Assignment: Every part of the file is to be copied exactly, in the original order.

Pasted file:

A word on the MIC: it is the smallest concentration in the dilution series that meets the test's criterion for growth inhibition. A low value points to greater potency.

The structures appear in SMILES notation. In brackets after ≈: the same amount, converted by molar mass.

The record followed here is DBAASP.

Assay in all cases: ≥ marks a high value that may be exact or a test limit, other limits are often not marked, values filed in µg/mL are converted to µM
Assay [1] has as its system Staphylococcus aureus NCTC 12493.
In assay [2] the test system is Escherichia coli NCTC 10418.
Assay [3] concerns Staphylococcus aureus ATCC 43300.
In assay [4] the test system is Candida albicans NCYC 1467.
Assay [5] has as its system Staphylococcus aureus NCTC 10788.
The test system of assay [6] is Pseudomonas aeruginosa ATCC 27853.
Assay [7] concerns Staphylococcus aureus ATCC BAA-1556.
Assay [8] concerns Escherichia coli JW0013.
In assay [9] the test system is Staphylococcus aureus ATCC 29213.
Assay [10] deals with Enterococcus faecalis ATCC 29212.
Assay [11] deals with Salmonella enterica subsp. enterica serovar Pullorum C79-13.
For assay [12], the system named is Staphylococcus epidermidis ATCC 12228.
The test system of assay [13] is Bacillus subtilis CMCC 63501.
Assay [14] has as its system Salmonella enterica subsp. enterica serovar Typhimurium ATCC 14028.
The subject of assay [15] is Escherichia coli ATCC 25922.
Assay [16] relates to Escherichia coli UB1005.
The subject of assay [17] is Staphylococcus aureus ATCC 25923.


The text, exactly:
A word on the MIC: it is the smallest concentration in the dilution series that meets the test's criterion for growth inhibition. A low value points to greater potency.

The structures appear in SMILES notation. In brackets after ≈: the same amount, converted by molar mass.

The record followed here is DBAASP.

Assay in all cases: ≥ marks a high value that may be exact or a test limit, other limits are often not marked, values filed in µg/mL are converted to µM
Assay [1] has as its system Staphylococcus aureus NCTC 12493.
In assay [2] the test system is Escherichia coli NCTC 10418.
Assay [3] concerns Staphylococcus aureus ATCC 43300.
In assay [4] the test system is Candida albicans NCYC 1467.
Assay [5] has as its system Staphylococcus aureus NCTC 10788.
The test system of assay [6] is Pseudomonas aeruginosa ATCC 27853.
Assay [7] concerns Staphylococcus aureus ATCC BAA-1556.
Assay [8] concerns Escherichia coli JW0013.
In assay [9] the test system is Staphylococcus aureus ATCC 29213.
Assay [10] deals with Enterococcus faecalis ATCC 29212.
Assay [11] deals with Salmonella enterica subsp. enterica serovar Pullorum C79-13.
For assay [12], the system named is Staphylococcus epidermidis ATCC 12228.
The test system of assay [13] is Bacillus subtilis CMCC 63501.
Assay [14] has as its system Salmonella enterica subsp. enterica serovar Typhimurium ATCC 14028.
The subject of assay [15] is Escherichia coli ATCC 25922.
Assay [16] relates to Escherichia coli UB1005.
The subject of assay [17] is Staphylococcus aureus ATCC 25923.